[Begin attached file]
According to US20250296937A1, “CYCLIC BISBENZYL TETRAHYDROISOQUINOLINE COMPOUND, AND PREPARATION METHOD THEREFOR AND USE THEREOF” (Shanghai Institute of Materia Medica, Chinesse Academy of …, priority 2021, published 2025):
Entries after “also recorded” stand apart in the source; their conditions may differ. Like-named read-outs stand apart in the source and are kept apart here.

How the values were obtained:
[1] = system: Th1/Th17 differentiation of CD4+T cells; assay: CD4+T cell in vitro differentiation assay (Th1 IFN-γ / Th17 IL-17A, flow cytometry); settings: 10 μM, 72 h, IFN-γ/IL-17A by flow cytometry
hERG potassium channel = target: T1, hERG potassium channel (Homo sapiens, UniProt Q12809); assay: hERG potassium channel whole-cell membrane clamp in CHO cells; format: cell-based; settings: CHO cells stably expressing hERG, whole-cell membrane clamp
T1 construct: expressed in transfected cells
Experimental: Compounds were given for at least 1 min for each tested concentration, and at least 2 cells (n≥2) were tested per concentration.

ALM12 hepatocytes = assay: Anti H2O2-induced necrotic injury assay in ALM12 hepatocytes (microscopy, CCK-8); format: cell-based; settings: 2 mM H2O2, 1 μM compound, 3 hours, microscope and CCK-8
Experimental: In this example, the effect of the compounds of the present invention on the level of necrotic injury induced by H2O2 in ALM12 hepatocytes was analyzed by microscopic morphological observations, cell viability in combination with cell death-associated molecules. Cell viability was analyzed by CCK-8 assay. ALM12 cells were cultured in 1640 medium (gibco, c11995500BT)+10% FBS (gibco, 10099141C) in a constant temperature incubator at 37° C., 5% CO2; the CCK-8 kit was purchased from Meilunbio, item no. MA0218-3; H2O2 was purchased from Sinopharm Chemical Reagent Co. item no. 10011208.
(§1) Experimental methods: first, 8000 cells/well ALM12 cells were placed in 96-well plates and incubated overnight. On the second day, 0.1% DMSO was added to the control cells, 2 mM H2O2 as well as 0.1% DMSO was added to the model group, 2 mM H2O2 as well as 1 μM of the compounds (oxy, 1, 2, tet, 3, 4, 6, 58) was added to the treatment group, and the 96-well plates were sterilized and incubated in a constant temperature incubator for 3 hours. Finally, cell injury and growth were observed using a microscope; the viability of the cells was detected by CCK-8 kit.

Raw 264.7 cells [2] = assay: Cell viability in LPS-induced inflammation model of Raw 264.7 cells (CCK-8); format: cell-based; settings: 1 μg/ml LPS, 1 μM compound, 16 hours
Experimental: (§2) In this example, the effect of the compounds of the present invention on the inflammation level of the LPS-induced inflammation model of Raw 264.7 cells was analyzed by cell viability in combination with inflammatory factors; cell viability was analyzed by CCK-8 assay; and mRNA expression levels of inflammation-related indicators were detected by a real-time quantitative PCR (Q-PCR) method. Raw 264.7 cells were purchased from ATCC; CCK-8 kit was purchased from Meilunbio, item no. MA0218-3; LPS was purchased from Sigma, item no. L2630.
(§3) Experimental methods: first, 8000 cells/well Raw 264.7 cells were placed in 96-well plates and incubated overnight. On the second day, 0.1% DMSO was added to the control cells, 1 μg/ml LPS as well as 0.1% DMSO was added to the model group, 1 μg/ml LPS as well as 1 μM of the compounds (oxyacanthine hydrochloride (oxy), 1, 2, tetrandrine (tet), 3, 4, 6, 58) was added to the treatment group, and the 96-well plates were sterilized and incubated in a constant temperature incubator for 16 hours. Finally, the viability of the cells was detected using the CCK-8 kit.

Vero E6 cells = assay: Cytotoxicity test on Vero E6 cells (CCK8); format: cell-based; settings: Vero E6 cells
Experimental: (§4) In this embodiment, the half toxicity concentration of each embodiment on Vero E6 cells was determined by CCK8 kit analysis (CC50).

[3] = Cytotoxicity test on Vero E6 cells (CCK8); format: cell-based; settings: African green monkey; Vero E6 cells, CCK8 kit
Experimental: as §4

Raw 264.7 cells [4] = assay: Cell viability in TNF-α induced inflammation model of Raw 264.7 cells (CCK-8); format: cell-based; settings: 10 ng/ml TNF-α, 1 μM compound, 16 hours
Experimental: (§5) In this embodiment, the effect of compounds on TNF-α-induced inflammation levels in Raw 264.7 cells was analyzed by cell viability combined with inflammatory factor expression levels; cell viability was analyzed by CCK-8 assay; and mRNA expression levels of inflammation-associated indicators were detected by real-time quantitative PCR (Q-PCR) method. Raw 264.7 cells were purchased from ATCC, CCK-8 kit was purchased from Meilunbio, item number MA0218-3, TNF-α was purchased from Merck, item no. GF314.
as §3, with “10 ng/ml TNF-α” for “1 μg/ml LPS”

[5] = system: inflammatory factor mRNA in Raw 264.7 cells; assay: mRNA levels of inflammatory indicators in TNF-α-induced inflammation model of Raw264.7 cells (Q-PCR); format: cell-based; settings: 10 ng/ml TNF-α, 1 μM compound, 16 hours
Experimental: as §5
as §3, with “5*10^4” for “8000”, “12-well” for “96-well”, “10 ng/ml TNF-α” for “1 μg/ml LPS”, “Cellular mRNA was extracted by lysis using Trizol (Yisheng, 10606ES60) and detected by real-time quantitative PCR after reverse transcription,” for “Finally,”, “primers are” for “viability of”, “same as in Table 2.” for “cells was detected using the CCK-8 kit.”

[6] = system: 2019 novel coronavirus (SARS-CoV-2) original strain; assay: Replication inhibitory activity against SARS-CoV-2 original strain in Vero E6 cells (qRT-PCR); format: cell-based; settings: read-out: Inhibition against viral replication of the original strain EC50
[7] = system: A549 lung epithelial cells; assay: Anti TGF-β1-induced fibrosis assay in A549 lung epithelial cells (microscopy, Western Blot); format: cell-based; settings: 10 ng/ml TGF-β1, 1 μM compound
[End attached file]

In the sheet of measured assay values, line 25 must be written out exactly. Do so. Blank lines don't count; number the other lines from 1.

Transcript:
[7] = system: A549 lung epithelial cells; assay: Anti TGF-β1-induced fibrosis assay in A549 lung epithelial cells (microscopy, Western Blot); format: cell-based; settings: 10 ng/ml TGF-β1, 1 μM compound